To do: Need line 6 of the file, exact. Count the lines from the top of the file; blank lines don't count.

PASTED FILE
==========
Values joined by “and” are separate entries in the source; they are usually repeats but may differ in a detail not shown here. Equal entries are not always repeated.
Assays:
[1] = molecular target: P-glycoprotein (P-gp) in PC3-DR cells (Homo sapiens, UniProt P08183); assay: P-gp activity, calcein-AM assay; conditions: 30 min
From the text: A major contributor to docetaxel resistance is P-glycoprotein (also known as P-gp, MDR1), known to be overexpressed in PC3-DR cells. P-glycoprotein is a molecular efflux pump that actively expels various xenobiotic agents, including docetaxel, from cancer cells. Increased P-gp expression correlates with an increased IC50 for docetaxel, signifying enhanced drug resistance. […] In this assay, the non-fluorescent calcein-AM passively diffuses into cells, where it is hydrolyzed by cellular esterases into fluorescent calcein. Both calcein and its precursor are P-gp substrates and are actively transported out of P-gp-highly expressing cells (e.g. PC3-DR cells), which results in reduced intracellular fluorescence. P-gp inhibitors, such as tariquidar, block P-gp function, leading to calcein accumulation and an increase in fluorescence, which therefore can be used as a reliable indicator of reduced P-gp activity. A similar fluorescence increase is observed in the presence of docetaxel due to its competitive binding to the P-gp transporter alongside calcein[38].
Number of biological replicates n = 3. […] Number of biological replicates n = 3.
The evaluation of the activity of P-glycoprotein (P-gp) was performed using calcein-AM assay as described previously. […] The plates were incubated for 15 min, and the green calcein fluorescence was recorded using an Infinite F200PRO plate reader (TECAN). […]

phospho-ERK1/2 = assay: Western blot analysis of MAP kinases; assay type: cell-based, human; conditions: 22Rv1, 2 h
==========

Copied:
The evaluation of the activity of P-glycoprotein (P-gp) was performed using calcein-AM assay as described previously. […] The plates were incubated for 15 min, and the green calcein fluorescence was recorded using an Infinite F200PRO plate reader (TECAN). […]